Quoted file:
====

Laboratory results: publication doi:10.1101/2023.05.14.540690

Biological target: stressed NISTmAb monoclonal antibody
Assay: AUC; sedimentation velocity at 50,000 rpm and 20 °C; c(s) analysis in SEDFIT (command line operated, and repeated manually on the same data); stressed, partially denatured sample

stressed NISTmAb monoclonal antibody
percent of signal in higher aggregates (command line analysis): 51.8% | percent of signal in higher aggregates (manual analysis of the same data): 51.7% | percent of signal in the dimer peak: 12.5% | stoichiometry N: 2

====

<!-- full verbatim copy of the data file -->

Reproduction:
Laboratory results: publication doi:10.1101/2023.05.14.540690

Biological target: stressed NISTmAb monoclonal antibody
Assay: AUC; sedimentation velocity at 50,000 rpm and 20 °C; c(s) analysis in SEDFIT (command line operated, and repeated manually on the same data); stressed, partially denatured sample

stressed NISTmAb monoclonal antibody
percent of signal in higher aggregates (command line analysis): 51.8% | percent of signal in higher aggregates (manual analysis of the same data): 51.7% | percent of signal in the dimer peak: 12.5% | stoichiometry N: 2